HANGING LEG RAISES
Deep down, we all want to roam around with a six-pack body. But in order to attain the perfect body of your dreams, you have to put in the right kind and amount of work, which is easier said than done.
WHY HANGING LEG RAISES?
To get into your desired shape, you need to stimulate your abdominal muscles with a careful selection of targeted exercises during your gym time. Most exercises such as sit-ups etc. tend to focus more on the upper portion of the abdominal. This is where the hanging leg raises enter the picture. It is considered to be an extremely incredible and challenging exercise for building functional abdominal strength, focusing on both the upper and lower abdominal areas to fully cater to your needs.
RELATED EXERCISES: Vertical crunches, hanging knee raises, captain’s chair hanging leg raises and roman chair leg raises.
- Rectus abdominis – commonly referred to as the abdominal muscle.
- Hip Flexors – Assist your lower body movement.
- Internal and External Oblique’s – Helps to stabilize and protect your spine.
- Forearms – Act as a stabilizer to keep your body in position and prevent unnecessary swinging.
- A high bar at a height above your head that you can grip onto. It should be stable enough to support your full body weight and withstand the stresses added as a result of your up and down leg movements.
- A chin-up bar is also a suitable choice and is considered safe to use for the purpose of this exercise.
- Although a squared-off bar is not necessarily a bad piece of equipment for this workout, using a round bar is encouraged as it would be more comfortable. You can grasp the bar itself but it will be easier to perform the exercise if the bar has hooks or rings attached to it as it provides better grip.
- Tightly grasp the bar above your head. For better stability, ensure that you have an overhand grip with your thumb around the bar.
- Slightly tilt your pelvis backward as you prepare for the legs lift. Engaging your abdominal and hip flexors, slowly lift your feet off the ground while keeping your torso stable.
- Raise your legs outwards bringing them in front of you, and keeping them in a straight position. At this points your legs should be at a 90 degree angle with your torso (parallel to the ground).
- Remember to inhale properly while preparing for the leg lift. Exhale while lifting the legs.
- Slowly lower your legs and return to the original position to complete one rep.
- Do at least 10 reps before taking a breather. 10 reps constitute as 1 set and you should perform minimum 3 sets in order to feel impact.
COMMON MISTAKES TO WATCH OUT FOR:
- Swinging Legs Upwards: Do not rely on your body momentum to raise your legs. Swinging your legs will not impact your abdominal muscles in the way you aim to, and makes the whole exercise useless.
- Hunched Shoulders: To maintain the right form, elevate your shoulders to keep the tension flowing through your back.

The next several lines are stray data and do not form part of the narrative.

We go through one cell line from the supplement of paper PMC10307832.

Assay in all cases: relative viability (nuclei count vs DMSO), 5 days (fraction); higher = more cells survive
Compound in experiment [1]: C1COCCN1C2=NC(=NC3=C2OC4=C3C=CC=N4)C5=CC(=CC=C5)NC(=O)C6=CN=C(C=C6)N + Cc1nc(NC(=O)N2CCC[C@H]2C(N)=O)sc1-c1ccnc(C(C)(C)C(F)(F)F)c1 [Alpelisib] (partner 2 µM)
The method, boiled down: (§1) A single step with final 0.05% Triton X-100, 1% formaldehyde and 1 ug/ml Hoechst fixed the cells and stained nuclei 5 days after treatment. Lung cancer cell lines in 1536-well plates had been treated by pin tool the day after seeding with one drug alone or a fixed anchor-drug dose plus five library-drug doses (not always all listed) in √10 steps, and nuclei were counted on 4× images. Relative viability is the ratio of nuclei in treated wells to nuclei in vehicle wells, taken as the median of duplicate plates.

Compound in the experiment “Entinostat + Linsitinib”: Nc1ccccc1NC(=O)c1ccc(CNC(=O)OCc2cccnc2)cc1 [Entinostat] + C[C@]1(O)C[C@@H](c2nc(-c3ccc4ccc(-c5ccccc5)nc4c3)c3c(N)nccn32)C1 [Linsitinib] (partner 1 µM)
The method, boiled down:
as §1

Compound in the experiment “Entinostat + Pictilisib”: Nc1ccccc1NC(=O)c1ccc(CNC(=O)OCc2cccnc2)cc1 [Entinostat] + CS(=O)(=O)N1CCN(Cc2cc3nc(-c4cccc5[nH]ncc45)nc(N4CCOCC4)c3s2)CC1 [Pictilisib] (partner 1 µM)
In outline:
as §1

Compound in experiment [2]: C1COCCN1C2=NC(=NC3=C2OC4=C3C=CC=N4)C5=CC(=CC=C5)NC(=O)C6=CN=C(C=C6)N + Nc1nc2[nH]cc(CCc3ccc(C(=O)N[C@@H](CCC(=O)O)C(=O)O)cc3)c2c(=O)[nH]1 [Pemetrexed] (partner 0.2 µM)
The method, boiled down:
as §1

- Lowering Legs Fast: This relates to the rationale behind swinging. If you speed through the process, you are gaining no substantial benefit.
- Arched Back: If your back is not straight and pressed against the pad, you will be unable to properly perform the act. You might even end up hurting your back.
- Core Not Engaged Properly: Concentrate on the strength in your abs and hip flexors to raise your legs. If you are not completely engaging your core, you are losing out on the toning benefits associated with this move. You may also get injured due to not following instructions properly.
- Holding Your Breath: It’s highly likely to tense up during your leg lifts and forget to regulate your breathing movement. Always time your lifts with your breathing so your muscles have sufficient oxygen for an optimal performance.
HANGING LEG RAISES VARIATIONS:
- Hanging Knee Raises: If the hanging leg raises seem a little tough for you, try bending out knees while raising your legs. Instead of discontinuing in the middle of the set, you can switch to this variation halfway as well if the exercise gets a little too exhausting.
- Hanging Knee Twist: To practice this variation, start in the top position of the hanging knee raise. Slowly, twist your knees to right side and then back to center. Now twist them to the left side and bring them back to center. You can return to the original standing position by lowering your leg to continue one rep or you can keep repeating the aforementioned twisting motion to keep your abs and obliques working.
- Hanging V-sit: If the hanging leg raise doesn’t seem too demanding, you can modify it further to make it more challenging. Instead of just keeping your legs straight at a 90 degree to your torso, raise them to the bar you are grasping to hang on. Move on to slowly lower yourself in the original position. If you are adamant on making it more challenging, you can also do a pull-up after this step to maximize the intensity.
Avoid practicing hanging leg raises under the mentioned circumstances:
- Pregnancy or recovering from childbirth
- Abdominal Surgery
- Have Diastasis recti – partial or complete separation of the rectus abdominis (six-pack muscles), meeting at your stomach mid-line.
- Recovering from any injuries or surgery revolving around your back, neck, arms, or legs.
However, you may still be able to perform the move with some alteration under these scenarios as well. Make sure to consult your trainer or physiotherapist to seek proper guidance.